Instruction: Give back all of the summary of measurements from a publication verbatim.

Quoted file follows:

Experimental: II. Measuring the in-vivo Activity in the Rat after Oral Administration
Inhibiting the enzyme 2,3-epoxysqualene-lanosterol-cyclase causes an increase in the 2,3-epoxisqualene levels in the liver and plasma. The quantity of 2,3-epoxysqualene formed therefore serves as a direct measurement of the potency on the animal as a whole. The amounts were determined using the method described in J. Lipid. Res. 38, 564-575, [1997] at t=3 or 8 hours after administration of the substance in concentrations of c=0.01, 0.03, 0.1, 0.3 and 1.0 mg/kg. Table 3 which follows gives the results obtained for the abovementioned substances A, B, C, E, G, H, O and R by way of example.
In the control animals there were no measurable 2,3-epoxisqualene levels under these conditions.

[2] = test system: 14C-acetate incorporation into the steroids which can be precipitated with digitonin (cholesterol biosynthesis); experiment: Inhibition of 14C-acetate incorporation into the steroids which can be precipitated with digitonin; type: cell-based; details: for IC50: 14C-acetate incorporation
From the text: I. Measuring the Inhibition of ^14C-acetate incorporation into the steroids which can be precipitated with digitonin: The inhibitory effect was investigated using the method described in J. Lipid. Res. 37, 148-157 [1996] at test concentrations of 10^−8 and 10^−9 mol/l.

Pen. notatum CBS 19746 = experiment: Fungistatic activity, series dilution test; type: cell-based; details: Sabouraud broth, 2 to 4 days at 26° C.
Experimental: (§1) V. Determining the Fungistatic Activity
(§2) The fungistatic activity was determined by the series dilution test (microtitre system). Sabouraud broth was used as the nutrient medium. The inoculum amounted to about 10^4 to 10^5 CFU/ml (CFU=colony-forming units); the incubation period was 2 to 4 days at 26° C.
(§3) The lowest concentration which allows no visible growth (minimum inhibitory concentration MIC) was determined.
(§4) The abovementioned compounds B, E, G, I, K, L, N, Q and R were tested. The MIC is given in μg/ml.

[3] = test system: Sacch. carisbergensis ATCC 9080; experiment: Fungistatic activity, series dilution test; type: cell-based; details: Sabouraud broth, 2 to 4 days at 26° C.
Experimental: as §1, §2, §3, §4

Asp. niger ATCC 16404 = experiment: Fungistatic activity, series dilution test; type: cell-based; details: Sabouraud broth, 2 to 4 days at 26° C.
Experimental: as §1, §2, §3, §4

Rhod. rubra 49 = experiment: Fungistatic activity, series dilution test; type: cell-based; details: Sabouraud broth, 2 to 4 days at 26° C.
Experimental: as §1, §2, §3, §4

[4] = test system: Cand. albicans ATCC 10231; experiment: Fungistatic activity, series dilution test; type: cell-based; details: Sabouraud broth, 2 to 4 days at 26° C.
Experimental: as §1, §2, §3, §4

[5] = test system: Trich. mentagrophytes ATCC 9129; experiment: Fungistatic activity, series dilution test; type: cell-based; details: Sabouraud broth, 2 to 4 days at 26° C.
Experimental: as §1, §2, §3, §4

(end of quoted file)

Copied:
Experimental: II. Measuring the in-vivo Activity in the Rat after Oral Administration
Inhibiting the enzyme 2,3-epoxysqualene-lanosterol-cyclase causes an increase in the 2,3-epoxisqualene levels in the liver and plasma. The quantity of 2,3-epoxysqualene formed therefore serves as a direct measurement of the potency on the animal as a whole. The amounts were determined using the method described in J. Lipid. Res. 38, 564-575, [1997] at t=3 or 8 hours after administration of the substance in concentrations of c=0.01, 0.03, 0.1, 0.3 and 1.0 mg/kg. Table 3 which follows gives the results obtained for the abovementioned substances A, B, C, E, G, H, O and R by way of example.
In the control animals there were no measurable 2,3-epoxisqualene levels under these conditions.

[2] = test system: 14C-acetate incorporation into the steroids which can be precipitated with digitonin (cholesterol biosynthesis); experiment: Inhibition of 14C-acetate incorporation into the steroids which can be precipitated with digitonin; type: cell-based; details: for IC50: 14C-acetate incorporation
From the text: I. Measuring the Inhibition of ^14C-acetate incorporation into the steroids which can be precipitated with digitonin: The inhibitory effect was investigated using the method described in J. Lipid. Res. 37, 148-157 [1996] at test concentrations of 10^−8 and 10^−9 mol/l.

Pen. notatum CBS 19746 = experiment: Fungistatic activity, series dilution test; type: cell-based; details: Sabouraud broth, 2 to 4 days at 26° C.
Experimental: (§1) V. Determining the Fungistatic Activity
(§2) The fungistatic activity was determined by the series dilution test (microtitre system). Sabouraud broth was used as the nutrient medium. The inoculum amounted to about 10^4 to 10^5 CFU/ml (CFU=colony-forming units); the incubation period was 2 to 4 days at 26° C.
(§3) The lowest concentration which allows no visible growth (minimum inhibitory concentration MIC) was determined.
(§4) The abovementioned compounds B, E, G, I, K, L, N, Q and R were tested. The MIC is given in μg/ml.

[3] = test system: Sacch. carisbergensis ATCC 9080; experiment: Fungistatic activity, series dilution test; type: cell-based; details: Sabouraud broth, 2 to 4 days at 26° C.
Experimental: as §1, §2, §3, §4

Asp. niger ATCC 16404 = experiment: Fungistatic activity, series dilution test; type: cell-based; details: Sabouraud broth, 2 to 4 days at 26° C.
Experimental: as §1, §2, §3, §4

Rhod. rubra 49 = experiment: Fungistatic activity, series dilution test; type: cell-based; details: Sabouraud broth, 2 to 4 days at 26° C.
Experimental: as §1, §2, §3, §4

[4] = test system: Cand. albicans ATCC 10231; experiment: Fungistatic activity, series dilution test; type: cell-based; details: Sabouraud broth, 2 to 4 days at 26° C.
Experimental: as §1, §2, §3, §4

[5] = test system: Trich. mentagrophytes ATCC 9129; experiment: Fungistatic activity, series dilution test; type: cell-based; details: Sabouraud broth, 2 to 4 days at 26° C.
Experimental: as §1, §2, §3, §4